Excessive anger in inappropriate situations is often a sign of a psychological or psychiatric disorder. Bipolar disorder, schizophrenia, and dissociative identity are examples of psychological conditions that tend to trigger anger. To treat this condition, consult a doctor or therapist so you can get medical or professional help.
- Be aware that the disorder is relatively rare because only 43 million Americans experience it or about 18% of the total population. Since mental disorders may have something to do with anger control, it's more likely that you're just having trouble controlling your anger, rather than having a mental breakdown.
- Also keep in mind that dissociative identity disorder and schizophrenia tend to present with much more severe symptoms than regular angry outbursts.
Step 8. Recognize that your environment influences your behavior
Feelings of anger can be triggered by the environment. However, in order to free yourself from an anger-provoking situation, you need to be aware of the environmental factors that make you quick to anger. Also, be aware that your anger level can be heightened by how other people react to your anger.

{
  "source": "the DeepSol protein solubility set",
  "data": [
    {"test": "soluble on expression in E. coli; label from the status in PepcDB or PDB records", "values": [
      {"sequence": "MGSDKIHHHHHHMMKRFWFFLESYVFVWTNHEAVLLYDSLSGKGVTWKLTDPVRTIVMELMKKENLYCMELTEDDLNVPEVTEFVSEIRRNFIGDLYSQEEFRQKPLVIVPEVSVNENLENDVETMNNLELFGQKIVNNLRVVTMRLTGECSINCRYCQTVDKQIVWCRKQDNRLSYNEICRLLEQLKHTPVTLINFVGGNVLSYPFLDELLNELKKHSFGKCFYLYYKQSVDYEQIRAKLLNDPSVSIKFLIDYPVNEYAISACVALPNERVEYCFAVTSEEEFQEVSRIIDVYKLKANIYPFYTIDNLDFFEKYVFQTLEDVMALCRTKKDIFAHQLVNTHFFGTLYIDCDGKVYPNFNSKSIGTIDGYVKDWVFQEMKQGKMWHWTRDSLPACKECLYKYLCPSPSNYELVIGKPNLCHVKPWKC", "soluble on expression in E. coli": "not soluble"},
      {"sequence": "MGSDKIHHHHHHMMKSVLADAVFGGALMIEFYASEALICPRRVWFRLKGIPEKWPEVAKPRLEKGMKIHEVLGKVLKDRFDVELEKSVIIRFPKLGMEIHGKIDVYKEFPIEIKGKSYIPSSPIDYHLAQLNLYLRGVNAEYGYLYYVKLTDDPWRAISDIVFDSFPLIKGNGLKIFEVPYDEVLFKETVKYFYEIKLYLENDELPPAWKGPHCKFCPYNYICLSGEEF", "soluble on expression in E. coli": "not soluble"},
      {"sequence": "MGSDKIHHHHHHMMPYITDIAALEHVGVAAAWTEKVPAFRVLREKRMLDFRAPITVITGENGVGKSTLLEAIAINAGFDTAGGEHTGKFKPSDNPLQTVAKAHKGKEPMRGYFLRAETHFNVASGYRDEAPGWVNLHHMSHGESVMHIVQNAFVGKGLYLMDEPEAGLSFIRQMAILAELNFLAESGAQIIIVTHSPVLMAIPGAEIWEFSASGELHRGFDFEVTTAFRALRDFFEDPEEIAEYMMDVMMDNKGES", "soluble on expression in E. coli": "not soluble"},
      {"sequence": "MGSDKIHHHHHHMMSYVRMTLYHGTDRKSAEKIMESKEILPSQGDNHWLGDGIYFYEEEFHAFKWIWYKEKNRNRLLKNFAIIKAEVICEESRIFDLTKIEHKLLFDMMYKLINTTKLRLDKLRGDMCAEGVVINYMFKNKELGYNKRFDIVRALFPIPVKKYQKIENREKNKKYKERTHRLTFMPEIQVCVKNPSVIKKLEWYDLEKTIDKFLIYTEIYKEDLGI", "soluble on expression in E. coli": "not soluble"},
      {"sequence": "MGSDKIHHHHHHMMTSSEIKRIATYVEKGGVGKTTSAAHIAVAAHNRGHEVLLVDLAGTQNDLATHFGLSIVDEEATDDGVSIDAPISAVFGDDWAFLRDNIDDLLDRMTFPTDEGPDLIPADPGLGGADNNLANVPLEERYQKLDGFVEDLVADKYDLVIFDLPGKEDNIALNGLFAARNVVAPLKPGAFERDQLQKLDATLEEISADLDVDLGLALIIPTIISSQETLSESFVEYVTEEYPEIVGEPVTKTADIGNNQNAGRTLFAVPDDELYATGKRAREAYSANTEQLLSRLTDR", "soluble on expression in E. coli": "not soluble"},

Step 9. Improve your view of anger
If you're having trouble controlling your anger, think about what situations in which you usually deal with stress with anger. Do you feel stress free after getting angry? Does anger overcome the trigger or correct the situation that made you angry? People who are able to think positively and wisely will usually answer "no". Taking a break to improve your perspective will foster the realization that anger is not the solution. Anger does not relieve you of the stress and problems that initially made you angry. Therefore, try to change the habit of anger and replace it with other positive behaviors.